Newly adopted measures to ‘create conditions for more forests to be planted’

Newly adopted measures by the Government will “create the conditions for more forests to be planted”, according to the Minister of State at the Department of Agriculture, Food and the Marine with responsibility for Forestry, Andrew Doyle.

The minister was speaking as he welcomed today’s decision by Government to adopt the proposals arising from the Midterm Review of the current Forestry Programme.

The review was prepared by the Department of Agriculture to examine the implementation of the Government’s Forestry Programme 2014-2020.

Commenting on the matter, Minister Doyle said: “I very much welcome the adoption by Government today of this review. It recognises clearly the contribution which forestry continues to make to the economy, environment and society in Ireland.

“The review is an extremely comprehensive exercise, informed by detailed stakeholder consultations.

The changes recommended by the conclusions of the Midterm Review are primarily aimed at enhancing the environmental benefits of forestry while at the same time addressing the shortfall in key target areas.

“These measures address some of the key issues arising from our review of the programme to date and range from improved rates for planting to measures to assist with mobilisation of the significant timer resource from private forest – which will become available in next few years,” he said.


According to the department, the proposals were the outcome of a public call for submissions as well as a series of consultation meetings with stakeholders and the European Commission.

The proposals were also subject to a Strategic Environmental Assessment and Appropriate Assessment screening exercise, which was recently concluded, the department added.

The department’s report indicates that total afforestation figures for the first three years of the programme show that overall planting is some 7% less than the cumulative target for these years and also that planting of broadleaf trees are falling below the 30% target for this category.

Welcoming the improved rates for planting broadleaves, Minister Doyle continued: “These significant increases will promote greater species and habitat diversity and will help the department to deliver on our commitment to achieve an annual broadleaf planting target of 30%.

“I would also highlight a new second thinning grant for broadleaf forests and drew attention to a new continuous cover forestry initiative, which will also contribute to creating richer and more varied habitats – by encouraging existing forest owners to develop uneven aged forests.”


The department explained that the most significant improvements in grant and premium rates are aimed at those planting categories that may prove most attractive to farmers – such as Agro-forestry and Forestry for Fibre.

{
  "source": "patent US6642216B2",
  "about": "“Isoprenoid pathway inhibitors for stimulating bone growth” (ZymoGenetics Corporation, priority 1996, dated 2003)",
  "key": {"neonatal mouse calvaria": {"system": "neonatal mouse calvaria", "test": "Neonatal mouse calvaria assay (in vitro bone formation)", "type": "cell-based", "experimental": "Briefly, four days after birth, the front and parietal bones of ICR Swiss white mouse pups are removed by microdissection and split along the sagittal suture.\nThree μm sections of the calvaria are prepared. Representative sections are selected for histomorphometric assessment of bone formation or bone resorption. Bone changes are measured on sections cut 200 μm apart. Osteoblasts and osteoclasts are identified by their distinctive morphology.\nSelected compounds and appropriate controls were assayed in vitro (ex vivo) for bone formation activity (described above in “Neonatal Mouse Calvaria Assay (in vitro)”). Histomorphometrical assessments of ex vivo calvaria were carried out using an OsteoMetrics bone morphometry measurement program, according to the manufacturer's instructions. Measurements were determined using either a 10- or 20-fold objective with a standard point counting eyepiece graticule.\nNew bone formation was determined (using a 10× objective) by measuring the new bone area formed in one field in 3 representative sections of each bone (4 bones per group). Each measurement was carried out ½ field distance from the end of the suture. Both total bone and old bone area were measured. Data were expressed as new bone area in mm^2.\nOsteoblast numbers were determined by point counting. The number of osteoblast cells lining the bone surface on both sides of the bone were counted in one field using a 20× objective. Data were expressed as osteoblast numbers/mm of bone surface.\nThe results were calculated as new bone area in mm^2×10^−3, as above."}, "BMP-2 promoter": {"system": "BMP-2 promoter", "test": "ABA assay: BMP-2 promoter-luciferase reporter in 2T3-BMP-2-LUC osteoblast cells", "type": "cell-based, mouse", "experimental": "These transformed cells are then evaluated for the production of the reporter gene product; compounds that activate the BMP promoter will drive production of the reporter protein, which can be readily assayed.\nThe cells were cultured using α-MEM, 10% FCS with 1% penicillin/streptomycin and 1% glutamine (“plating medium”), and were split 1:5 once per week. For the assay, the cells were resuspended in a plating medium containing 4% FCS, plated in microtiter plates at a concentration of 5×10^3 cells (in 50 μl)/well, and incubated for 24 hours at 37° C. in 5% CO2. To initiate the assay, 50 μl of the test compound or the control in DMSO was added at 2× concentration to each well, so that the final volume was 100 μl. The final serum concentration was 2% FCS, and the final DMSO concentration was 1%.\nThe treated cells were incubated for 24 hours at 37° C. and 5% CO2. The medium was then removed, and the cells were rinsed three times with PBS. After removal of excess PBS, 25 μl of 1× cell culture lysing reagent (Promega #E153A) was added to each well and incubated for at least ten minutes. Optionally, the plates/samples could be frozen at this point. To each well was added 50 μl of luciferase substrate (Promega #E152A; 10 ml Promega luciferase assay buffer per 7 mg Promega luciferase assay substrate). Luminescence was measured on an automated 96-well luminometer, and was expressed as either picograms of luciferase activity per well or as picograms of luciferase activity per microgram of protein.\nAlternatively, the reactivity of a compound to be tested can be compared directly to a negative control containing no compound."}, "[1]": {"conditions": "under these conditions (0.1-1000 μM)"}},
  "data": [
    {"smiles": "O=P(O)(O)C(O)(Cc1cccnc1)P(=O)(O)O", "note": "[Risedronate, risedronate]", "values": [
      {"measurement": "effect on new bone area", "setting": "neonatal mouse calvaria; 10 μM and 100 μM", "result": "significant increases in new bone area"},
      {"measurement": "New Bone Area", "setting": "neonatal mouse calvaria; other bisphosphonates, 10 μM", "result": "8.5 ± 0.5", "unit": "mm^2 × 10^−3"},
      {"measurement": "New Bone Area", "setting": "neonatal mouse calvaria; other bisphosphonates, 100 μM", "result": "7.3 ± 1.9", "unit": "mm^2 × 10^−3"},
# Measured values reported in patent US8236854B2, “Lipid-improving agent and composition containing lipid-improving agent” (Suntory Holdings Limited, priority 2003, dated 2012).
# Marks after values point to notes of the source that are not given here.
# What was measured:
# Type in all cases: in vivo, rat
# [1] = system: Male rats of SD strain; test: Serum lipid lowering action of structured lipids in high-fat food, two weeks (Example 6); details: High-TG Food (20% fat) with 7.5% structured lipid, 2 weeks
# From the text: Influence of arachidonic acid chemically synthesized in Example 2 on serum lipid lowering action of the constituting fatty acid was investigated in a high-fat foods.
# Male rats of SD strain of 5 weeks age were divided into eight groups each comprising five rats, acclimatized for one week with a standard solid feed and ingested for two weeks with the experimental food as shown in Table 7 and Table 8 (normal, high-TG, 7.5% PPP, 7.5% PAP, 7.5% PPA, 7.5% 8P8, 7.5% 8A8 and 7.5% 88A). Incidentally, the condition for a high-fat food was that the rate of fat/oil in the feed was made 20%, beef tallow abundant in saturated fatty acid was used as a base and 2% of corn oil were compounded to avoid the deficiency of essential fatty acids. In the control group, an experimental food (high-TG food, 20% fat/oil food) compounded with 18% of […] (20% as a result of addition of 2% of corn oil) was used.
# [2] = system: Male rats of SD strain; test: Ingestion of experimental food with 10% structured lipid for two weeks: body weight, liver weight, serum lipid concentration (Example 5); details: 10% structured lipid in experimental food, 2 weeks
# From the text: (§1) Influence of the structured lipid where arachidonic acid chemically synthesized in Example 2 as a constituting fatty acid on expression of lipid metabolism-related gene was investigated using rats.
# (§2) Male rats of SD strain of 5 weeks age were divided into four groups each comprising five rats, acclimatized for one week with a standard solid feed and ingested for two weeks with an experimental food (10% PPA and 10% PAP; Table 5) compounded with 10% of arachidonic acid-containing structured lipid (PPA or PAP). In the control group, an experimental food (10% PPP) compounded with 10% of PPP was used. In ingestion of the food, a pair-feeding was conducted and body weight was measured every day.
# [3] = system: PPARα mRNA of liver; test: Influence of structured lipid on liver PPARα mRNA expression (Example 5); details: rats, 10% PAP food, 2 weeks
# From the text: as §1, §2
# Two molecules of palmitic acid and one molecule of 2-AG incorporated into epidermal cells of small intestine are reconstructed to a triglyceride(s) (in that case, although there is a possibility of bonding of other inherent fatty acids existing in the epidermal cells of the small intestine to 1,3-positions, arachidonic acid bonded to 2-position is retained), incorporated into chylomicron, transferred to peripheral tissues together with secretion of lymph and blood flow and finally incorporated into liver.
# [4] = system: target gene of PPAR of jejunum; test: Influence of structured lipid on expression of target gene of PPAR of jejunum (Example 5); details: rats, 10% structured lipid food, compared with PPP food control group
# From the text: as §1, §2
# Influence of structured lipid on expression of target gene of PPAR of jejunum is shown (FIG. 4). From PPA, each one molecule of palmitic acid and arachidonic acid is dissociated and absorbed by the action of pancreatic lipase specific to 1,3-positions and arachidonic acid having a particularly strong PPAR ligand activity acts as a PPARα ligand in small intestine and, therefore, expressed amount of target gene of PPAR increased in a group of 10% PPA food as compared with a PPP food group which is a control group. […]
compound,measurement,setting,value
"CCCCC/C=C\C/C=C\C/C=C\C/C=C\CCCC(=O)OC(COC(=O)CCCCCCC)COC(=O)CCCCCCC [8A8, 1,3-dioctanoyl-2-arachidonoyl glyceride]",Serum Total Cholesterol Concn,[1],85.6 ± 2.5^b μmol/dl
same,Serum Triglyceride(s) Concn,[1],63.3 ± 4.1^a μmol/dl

Agro-forestry will allow farmers to plant trees while continuing to graze their animals on the same land – with this land use system suitable for producing woodfuel or, where appropriate, high quality hardwood timber, the department outlined.

Meanwhile, the aim of the Forestry for Fibre scheme is also to facilitate production of renewable energy for either domestic or local commercial use.

While more traditional forestry has a rotation of approximately 35 to 40 years, the species planted under the Forestry for Fibre scheme have a rotation of up to 15 years.

This equates to the number of annual premium payments for Forestry for Fibre – which means that a payment of €510/ha is payable each year up to the time the plantation is felled, according to the department.

‘Even more attractive’

The higher premium rates introduced will make it “even more attractive” for farmers to plant trees, the minister added.

“Farm forestry presents a real opportunity for landowners to increase their income while continuing to farm.

Planting part of a farm, perhaps the more remote or more difficult land, with trees can introduce a new source of income while allowing landowners to maintain their existing output.

Minister Doyle also confirmed that a stakeholder group will be set up to assist in monitoring the implementation of the Governments’ Forestry Programme to 2020.

The group is set to be chaired by the minister and will include representatives of the forestry sector, environmental NGOs and other relevant bodies.


In conclusion, the minister said: “Forestry combines the best climate mitigation land use that we have, as well as a viable and sustainable land use income for farmers.

“This is why the Ireland 2040 Development Plan has a specific commitment to having a publicly-funded afforestation programme beyond 2020.

Priority now is to ensure that the targets to 2020 are delivered. The new measures and increased rates introduced following the Midterm Review will, I believe, create the conditions for more forests to be planted.

“I would encourage all landowners to examine the schemes and new rates and seriously consider afforestation now.”